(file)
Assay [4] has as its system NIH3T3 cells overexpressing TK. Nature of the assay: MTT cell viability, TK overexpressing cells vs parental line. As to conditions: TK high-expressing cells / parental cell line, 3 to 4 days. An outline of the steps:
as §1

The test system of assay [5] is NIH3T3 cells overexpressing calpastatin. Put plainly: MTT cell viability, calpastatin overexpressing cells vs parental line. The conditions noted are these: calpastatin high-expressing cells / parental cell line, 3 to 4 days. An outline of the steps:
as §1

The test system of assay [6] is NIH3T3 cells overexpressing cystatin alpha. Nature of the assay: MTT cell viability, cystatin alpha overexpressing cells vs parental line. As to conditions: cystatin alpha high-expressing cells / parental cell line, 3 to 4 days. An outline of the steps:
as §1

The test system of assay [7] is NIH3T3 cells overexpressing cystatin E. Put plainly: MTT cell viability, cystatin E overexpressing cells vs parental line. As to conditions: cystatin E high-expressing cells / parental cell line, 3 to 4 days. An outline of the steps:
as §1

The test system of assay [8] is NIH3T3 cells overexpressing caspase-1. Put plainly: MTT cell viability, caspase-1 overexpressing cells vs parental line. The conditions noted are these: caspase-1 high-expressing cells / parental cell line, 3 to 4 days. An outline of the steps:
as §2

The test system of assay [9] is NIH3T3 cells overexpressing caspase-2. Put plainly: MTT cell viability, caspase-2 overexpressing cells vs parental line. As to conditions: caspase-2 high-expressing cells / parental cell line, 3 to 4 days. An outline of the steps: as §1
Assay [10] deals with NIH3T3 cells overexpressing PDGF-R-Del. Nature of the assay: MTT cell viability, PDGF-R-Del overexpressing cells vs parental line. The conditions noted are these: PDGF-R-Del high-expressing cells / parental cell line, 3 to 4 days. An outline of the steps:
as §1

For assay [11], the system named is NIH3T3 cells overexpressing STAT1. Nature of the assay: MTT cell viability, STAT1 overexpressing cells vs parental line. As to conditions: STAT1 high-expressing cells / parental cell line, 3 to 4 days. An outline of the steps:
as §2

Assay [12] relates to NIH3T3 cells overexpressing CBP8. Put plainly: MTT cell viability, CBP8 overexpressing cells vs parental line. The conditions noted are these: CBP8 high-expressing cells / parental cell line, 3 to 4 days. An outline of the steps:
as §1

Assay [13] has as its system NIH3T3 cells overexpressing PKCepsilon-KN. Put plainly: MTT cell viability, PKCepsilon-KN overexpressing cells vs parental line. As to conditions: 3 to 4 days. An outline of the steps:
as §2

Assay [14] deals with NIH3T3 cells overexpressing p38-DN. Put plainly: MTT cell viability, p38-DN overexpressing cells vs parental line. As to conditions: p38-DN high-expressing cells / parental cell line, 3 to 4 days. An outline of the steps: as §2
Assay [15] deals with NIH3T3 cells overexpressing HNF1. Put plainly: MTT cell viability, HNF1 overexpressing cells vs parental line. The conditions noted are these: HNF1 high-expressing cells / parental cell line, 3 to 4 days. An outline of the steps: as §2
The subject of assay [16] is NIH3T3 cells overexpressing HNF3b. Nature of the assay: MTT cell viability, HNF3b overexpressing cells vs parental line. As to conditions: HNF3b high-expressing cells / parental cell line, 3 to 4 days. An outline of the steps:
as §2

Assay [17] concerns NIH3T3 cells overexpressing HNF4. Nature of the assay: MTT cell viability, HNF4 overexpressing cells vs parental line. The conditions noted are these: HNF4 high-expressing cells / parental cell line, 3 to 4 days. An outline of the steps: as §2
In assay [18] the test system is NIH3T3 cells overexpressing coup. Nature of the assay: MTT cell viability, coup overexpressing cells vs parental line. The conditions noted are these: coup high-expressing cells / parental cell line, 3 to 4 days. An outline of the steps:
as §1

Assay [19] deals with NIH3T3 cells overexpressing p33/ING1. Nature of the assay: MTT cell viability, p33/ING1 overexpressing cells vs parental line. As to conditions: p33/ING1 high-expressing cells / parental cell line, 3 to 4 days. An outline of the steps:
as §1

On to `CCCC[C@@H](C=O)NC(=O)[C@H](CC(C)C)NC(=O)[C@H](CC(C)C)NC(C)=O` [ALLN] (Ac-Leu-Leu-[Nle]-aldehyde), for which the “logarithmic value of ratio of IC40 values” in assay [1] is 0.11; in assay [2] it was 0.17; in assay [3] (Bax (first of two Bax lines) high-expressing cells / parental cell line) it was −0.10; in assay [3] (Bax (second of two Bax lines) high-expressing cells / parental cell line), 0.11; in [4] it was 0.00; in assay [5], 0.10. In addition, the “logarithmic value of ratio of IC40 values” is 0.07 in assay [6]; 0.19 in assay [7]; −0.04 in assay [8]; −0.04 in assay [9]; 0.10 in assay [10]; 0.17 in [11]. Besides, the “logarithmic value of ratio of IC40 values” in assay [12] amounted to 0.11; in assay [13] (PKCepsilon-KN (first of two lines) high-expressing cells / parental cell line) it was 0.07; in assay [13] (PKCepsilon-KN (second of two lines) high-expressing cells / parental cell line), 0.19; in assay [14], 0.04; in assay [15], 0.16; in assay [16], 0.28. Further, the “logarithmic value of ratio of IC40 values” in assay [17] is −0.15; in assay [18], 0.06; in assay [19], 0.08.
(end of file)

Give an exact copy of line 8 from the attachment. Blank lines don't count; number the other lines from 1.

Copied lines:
as §1